Trackbacks / Pingbacks / CommentAPI
- What are trackbacks?
- What is a pingback?
- What is the commentAPI?
What are trackbacks?
When posting entries to your blog, you often take reference to another articles or bloggers. By posting your opinion about what another blogger said on your own blog, that person may not get aware that you wrote something about him.
This is where trackbacks (or "trackback pings") come in place: Most blog applications share a common interface for receiving and sending notifications. Using that interface the original author will see which of his articles you refer to.
What does a trackback look like?
A trackback is nothing more than accessing a special URL on the original author's blog and submitting a few variables to it. Those variables are either transmitted via HTTP GET or POST and contain your blogTitle, your blogURL, your blogDescription and the URL to your referring article. It's then up to the original author's blog application to display or hide those trackbacks.
In s9y, the trackbacks you receive to your articles can be seen in the footer of each of your written articles. Clicking on this link "Trackbacks (1)" would open a link containing:
- The currently existing trackbacks to that article, with their referring URL, the title and description.
- The manual trackback link. A visitor to your blog could copy that URL to enter it into his blog application to send a trackback to you.
- The direct HTML link to the detailed view of the article.
In the detailed view of an article, you can access the same trackback features as in the article overview.
Also have a look at s9y outputted HTML code: You can see various RDF-tags inside the text which can also be drawn from other blog applications to post a trackback to you.
How to create a trackback
S9y has an easy automatic trackback discovery. If you create an article and put a usual HTML-Link inside your article and then save your article, s9y will automagically search through your posting. It will gather all external links and search if they contain valid trackback options. If one is found, it sends a trackback to that page.
So basically you don't have to do anything manually at all!
When a blog does not support the "magic" RDF metadata so that Serendipity can send and automatic trackback, you can specify the "manual" Trackback URI when using the serendipity_event_trackback plugin.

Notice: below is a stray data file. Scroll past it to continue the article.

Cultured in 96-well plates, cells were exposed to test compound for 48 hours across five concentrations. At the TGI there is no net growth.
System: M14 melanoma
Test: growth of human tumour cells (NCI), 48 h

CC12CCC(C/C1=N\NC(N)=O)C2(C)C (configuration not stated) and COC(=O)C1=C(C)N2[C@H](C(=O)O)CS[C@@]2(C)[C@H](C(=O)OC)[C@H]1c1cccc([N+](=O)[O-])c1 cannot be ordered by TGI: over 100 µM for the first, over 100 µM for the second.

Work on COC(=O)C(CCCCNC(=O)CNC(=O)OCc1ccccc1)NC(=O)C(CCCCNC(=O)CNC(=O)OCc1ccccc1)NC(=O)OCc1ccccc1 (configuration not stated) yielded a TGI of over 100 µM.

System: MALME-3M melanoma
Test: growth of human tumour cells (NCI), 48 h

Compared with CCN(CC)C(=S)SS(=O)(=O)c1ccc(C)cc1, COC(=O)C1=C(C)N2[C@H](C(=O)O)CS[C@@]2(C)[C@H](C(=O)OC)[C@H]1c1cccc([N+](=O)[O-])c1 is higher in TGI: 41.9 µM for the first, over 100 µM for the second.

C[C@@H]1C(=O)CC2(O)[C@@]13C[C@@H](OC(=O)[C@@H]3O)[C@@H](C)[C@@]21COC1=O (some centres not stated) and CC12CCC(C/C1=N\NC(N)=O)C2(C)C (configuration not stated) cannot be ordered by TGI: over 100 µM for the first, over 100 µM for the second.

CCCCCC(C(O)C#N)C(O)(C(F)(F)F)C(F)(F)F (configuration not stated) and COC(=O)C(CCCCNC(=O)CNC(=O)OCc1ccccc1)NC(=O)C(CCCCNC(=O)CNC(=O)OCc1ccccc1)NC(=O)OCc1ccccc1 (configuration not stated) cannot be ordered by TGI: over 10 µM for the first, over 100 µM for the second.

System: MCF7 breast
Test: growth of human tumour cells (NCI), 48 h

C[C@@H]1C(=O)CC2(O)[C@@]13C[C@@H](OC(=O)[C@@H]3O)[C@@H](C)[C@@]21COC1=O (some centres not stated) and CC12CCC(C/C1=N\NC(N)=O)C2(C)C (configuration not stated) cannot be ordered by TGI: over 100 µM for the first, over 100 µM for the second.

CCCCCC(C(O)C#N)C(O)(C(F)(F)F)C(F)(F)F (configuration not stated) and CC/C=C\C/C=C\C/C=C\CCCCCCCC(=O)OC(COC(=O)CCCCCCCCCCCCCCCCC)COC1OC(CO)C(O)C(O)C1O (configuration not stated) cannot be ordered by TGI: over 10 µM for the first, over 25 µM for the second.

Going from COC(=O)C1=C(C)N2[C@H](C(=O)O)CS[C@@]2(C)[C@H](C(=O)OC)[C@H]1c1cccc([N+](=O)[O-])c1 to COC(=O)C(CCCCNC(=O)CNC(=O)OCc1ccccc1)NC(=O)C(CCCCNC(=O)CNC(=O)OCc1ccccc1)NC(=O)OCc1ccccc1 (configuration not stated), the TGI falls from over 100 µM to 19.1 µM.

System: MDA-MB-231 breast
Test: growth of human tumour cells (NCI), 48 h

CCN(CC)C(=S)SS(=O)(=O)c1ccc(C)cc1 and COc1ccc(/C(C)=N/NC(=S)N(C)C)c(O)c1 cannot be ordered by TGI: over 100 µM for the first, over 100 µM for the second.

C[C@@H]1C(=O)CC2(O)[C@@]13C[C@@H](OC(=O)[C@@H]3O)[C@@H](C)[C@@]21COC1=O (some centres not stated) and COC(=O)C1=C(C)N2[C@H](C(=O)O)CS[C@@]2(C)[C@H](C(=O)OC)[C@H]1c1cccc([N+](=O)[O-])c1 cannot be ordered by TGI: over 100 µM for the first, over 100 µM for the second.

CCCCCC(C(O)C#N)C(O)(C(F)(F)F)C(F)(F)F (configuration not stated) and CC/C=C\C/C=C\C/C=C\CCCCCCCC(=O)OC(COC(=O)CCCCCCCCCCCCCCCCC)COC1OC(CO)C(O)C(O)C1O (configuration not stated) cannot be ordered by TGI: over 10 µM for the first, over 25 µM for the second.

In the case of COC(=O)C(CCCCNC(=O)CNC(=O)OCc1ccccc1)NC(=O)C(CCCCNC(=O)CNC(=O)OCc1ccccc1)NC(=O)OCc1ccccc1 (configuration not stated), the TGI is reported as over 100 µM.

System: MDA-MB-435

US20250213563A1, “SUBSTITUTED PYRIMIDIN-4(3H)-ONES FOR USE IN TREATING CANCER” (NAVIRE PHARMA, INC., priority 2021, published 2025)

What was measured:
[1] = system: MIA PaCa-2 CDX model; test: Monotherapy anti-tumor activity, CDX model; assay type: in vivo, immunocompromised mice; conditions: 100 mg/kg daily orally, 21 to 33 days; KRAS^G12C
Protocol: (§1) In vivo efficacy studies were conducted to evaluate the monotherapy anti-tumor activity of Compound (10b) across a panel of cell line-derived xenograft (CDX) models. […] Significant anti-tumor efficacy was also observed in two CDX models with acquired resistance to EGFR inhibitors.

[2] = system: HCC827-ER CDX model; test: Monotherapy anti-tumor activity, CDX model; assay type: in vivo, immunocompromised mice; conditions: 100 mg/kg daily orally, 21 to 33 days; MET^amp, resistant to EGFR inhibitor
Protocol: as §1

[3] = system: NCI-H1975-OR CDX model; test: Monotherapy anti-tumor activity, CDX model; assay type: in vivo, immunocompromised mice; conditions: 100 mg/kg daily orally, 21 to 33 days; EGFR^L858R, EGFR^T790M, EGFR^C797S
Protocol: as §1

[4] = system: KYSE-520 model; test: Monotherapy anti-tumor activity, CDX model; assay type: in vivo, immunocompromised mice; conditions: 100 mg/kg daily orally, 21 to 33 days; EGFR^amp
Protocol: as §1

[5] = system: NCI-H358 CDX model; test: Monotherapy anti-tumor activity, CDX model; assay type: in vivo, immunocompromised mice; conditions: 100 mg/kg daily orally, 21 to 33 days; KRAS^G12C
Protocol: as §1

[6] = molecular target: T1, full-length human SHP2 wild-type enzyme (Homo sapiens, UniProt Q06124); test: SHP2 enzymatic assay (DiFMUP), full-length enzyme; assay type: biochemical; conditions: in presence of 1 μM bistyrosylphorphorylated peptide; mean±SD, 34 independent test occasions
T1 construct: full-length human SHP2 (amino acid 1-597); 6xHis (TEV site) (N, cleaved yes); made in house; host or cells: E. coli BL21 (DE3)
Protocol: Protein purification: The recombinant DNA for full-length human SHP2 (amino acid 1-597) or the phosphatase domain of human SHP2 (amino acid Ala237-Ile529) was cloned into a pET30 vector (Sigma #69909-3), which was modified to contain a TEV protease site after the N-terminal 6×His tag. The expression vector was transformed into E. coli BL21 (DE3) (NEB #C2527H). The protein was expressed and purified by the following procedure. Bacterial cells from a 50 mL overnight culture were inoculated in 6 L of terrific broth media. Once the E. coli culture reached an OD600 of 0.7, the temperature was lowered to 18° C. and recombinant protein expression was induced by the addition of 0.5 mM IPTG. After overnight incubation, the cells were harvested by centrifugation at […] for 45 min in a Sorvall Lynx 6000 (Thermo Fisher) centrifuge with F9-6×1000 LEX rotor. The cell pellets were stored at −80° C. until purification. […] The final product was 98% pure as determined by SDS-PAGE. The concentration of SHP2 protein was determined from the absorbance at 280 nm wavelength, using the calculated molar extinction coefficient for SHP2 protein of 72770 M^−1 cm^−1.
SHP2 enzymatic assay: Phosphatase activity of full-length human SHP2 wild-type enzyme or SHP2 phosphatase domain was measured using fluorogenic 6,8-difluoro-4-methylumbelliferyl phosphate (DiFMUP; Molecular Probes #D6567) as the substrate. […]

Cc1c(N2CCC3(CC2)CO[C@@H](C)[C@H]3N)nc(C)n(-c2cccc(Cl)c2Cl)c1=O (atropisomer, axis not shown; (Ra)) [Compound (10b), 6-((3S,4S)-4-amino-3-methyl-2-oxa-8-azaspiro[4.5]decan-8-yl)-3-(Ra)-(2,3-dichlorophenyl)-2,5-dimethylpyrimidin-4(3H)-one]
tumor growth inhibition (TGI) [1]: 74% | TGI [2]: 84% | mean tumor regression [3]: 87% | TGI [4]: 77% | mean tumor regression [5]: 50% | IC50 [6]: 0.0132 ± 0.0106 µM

If a page does not contain the magic RDF metadata, or wrong metadata (the RDF:specifier does not equal the URL you entered - sometimes it matters if you use http://www.example.com or http://example.com!) you will get this message when saving an entry:
"The autodiscovered trackback URI does not match our target URI"
In this case you'll have to check your HTML link if it contains the right metadata and/or a different link, or you have to use the plugin mentioned above.
If enter a link in your entry, that directly leads to a trackback, Serendipity will complain with this error message:
"Trackback failed: No trackback-URI found".
Serendipity can only send automatic trackbacks to a URL, that contains the required RDF metadata of the trackback API. Some wordpress blogs are known to not provide this required metadata, and thus Serendipity cannot send an automatic trackback. To solve this, please complain to the blog author of the blog you are trying to trackback. You can also use the trackback plugin mentioned earlier, which allows you to send manual trackbacks to URLs, which do not require this RDF-metadata.
How to disable automatic trackbacks
You can either disable sending a trackback to an individual entry by installing the "Manual Trackback" plugin from the Serendipity Repository.
To disable trackbacks alltogether, please edit your serendipity_config_local.inc.php file (see the FAQ for the fixperm.php script in case you cannot edit your file).
Then insert this line of Code somewhere before the closing ?> tag:
$serendipity['noautodiscovery'] = true;
This will disable sending any trackbacks from your blog. This is not (yet) a configuration item of Serendipity, because we still believe in the fundamental use of trackbacks within blogs. That might change with SPAM being one of the largest problems of Blogs in the future... but until then, you'll need to use this manual method.
What is a pingback?
When you create your entries, you may want to announce your entries on certain blog-pages like technorati.com or others. This announcement is called "pingback".
What does a pingback look like?
A pingback is also a standard HTTP GET or POST request to a special page. Many pages have an XML-RPC like API to evaluate those requests. The values submitted to a pingback-service host are usually your blogTitle, blogDescription, blogURL and the excerpt of your posting.
How to create a pingback
For pingbacks to work, you need to have the Weblog ping Event plugin installed. Inside the configuration of that plugin you can choose which pingback services you usually want your entries announced to.
If you then create a new entry, you will see a new special area on the bottom of the screen. There you can check some checkboxes to select the services you're posting the announce of the current article to.
If you then save your article, and set its status to "publish" your entry will be announced to the service. This is done only once on the first publishing of your article!
What is the commentAPI?
The commentAPI is a special XML namespace used inside RSS feeds. It allows any user reading your RSS-feed to easily post a comment to an item.
It interfaces with your s9y to read all the data necessary for a comment and will display it just the same way as if a user commented through your blog interface.